But, as your question suggests, I think it should be a source of concern. Muslims are actually debating over this in mosques and in their communities themselves, which is something that I tried to illustrate throughout my book. My book's subtitle is "The Struggle for the Soul of Religion." It's about actually mostly the conflicts within Islam, because these subjects are being hotly debated between more moderate, more secularly oriented Muslims verusu more fundamentalistly oriented Muslims.

But I don't think that there is any realistic worry about a mass Muslim movement that literally wants to impose Shariah on the United States the way you have quite potent such movements in some predominantly Muslim countries. There's a difference.

QUESTION:
I have been trying to think of a way to ask the question that is less simplistic. I can't find it, so I will just ask the question. So far America has not confronted the kind of struggle—and, indeed, violence—that Britain has faced with their Muslim community. What are the primary reasons for that?

PAUL BARRETT: I think that's just an extension of the answer to the question from our friend here. You have a much more assimilated population that is, relatively speaking, much better off, doesn't feel that it has been excluded and kept separate, and feels much more in every sense invested in American society, both in the literal sense—the percentage of American Muslims who own stocks, bonds, and mutual funds either independently or through 401(k)'s is very, very high. Those are people who are settling in. They are not making plans to make trouble. I mean you don't waste your time investing in a 401(k) if what you're really planning to do is blow things up. So I think the reason is no more or less complicated than that.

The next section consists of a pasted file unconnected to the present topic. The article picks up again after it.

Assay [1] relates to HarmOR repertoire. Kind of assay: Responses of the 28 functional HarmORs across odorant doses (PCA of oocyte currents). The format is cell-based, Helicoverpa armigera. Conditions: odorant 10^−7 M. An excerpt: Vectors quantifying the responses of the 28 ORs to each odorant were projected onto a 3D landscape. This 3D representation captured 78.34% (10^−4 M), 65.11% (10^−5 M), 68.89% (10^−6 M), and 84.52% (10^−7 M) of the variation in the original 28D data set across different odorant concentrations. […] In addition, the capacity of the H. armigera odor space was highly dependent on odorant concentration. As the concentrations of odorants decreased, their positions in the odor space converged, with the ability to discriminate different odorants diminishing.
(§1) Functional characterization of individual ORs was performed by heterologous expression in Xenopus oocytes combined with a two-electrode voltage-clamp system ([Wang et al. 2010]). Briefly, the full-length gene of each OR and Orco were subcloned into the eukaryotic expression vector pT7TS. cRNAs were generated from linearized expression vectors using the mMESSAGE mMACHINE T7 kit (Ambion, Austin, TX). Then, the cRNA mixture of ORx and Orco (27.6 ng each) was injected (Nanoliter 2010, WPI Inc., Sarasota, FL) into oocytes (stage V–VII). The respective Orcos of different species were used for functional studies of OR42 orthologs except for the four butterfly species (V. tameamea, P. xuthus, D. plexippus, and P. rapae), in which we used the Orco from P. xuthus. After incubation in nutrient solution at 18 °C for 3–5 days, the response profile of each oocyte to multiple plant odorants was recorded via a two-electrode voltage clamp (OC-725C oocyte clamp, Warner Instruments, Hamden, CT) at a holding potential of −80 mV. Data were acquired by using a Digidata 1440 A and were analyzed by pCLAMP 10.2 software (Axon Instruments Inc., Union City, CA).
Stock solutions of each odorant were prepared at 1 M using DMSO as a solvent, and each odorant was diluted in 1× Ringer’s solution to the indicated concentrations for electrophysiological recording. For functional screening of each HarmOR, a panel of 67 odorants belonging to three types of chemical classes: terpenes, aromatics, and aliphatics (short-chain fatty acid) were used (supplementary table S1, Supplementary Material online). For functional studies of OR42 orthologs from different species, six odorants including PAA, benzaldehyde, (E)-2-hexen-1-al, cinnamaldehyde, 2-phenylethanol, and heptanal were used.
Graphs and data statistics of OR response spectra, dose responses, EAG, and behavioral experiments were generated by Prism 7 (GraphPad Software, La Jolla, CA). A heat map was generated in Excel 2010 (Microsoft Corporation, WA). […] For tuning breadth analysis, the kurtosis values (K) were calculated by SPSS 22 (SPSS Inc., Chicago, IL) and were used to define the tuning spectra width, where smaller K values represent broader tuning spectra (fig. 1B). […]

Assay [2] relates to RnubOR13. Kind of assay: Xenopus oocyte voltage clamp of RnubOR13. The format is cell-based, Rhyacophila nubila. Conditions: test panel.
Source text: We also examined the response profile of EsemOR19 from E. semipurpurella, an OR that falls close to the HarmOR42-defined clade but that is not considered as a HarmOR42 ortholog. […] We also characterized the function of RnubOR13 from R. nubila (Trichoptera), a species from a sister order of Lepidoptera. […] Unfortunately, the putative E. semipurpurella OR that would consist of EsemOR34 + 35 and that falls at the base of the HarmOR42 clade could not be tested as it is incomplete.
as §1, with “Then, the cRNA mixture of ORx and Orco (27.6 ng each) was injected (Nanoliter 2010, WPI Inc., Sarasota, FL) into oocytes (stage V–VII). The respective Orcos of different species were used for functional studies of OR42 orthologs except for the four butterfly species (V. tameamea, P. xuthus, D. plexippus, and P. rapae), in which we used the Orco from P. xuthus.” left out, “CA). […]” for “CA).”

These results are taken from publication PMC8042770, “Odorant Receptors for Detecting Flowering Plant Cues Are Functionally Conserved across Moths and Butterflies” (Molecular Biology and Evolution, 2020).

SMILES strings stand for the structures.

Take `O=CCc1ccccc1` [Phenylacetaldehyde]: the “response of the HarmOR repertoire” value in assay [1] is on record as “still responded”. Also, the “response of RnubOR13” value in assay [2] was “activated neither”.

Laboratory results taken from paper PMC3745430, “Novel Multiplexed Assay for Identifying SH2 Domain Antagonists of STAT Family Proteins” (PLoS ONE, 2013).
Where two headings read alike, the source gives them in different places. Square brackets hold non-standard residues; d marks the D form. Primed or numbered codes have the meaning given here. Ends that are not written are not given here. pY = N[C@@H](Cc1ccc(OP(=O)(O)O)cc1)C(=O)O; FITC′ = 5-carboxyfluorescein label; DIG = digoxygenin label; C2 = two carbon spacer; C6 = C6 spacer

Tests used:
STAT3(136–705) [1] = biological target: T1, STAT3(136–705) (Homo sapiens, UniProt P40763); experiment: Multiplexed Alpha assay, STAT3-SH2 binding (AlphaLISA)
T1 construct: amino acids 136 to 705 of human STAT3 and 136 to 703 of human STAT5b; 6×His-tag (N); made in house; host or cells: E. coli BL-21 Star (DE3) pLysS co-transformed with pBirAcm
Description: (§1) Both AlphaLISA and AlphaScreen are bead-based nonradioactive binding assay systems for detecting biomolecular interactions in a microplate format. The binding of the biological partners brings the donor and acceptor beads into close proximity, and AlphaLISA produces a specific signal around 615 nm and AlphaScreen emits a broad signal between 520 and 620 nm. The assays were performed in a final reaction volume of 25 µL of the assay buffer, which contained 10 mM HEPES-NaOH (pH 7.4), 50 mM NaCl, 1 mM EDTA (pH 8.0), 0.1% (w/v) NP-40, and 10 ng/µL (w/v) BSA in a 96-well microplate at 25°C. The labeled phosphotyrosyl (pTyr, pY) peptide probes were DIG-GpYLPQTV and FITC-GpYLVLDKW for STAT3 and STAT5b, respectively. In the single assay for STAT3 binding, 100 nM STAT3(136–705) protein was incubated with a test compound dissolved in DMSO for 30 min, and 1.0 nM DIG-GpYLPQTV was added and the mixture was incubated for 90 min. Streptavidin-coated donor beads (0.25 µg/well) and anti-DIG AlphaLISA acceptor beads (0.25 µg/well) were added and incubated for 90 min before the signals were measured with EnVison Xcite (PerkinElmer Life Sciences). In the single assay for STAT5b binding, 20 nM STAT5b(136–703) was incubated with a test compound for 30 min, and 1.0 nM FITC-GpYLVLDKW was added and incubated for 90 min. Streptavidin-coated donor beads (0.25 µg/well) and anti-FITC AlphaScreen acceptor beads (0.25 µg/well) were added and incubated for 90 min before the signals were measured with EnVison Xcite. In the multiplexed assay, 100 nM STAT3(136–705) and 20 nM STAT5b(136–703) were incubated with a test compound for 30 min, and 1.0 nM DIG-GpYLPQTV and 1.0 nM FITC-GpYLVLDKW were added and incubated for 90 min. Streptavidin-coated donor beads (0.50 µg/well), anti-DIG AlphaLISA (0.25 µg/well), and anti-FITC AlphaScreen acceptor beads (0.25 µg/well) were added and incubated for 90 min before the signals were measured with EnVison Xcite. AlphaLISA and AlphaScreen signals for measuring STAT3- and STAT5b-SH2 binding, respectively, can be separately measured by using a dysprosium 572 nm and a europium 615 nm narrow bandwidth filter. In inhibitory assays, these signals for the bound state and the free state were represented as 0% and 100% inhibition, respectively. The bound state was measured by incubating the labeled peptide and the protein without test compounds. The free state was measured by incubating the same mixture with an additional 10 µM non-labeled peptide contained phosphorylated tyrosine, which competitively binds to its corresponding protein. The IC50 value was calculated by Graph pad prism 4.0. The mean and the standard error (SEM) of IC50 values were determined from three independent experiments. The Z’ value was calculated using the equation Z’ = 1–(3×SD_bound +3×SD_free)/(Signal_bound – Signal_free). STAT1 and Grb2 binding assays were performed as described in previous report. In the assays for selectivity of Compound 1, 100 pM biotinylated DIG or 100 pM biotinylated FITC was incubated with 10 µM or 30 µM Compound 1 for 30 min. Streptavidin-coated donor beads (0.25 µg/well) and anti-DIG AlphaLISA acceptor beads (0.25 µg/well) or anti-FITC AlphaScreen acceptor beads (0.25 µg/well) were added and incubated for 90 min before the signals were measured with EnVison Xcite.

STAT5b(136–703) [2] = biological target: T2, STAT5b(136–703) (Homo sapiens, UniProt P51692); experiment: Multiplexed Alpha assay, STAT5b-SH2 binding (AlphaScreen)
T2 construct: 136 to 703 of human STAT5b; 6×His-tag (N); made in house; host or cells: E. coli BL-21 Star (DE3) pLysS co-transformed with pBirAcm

Muslims in Europe feel that they are excluded from society, and that provides a very fertile ground for fundamentalists and extreme ideas. If you then have someone come in and preach about "Islam must prevail," "non-Muslims are all infidels and God hates them," someone who begins the day feeling completely frustrated and excluded is going to be a more receptive audience to that than will the guy who's getting his Ph.D. in computer science at MIT, who's thinking: "As soon as I get this Ph.D., I'm really in the money. Things are going well."

QUESTION: I guess I could call this "what came first, the chicken or the bush?" I'm trying to see a kind of picture—going back to the genocides that we were kind of indifferent to and didn't get involved, and the frustration and the anger worldwide because we didn't; then coming to panic and witch-hunting almost, it seems to me—at least I have a perception of it happening here in so many ways—and in the ambience in general; at the same time, withdrawing, indifference and the terrorism now in the East. Do you see all of this in a way connected and really needing to be addressed to begin to solve the problems that you are addressing in the book?

PAUL BARRETT: I guess my overall cast of mind is more optimistic than yours. I think that, remarkably, the Muslim-American assimilation and success story has actually continued in the wake of 9/11. We didn't have mass violence in this country. There have been instances of crimes against people who attackers thought, accurately or inaccurately—sometimes inaccurately—were Muslims. But the numbers, while too many if the number was only one, have not been astronomical.

Our government has been very ham-handed in pursuing investigations and prosecutions, by which I mean, not that the investigations should not have been launched in the first place, but we have prosecuted some people who were peripheral, unimportant figures and basically were turned into martyrs and the cases broke down and turned into embarrassments for the prosecutors. We need an FBI that is extremely aggressive, extremely agile, and a Justice Department that knows when not to prosecute and when to just keep the file and watch.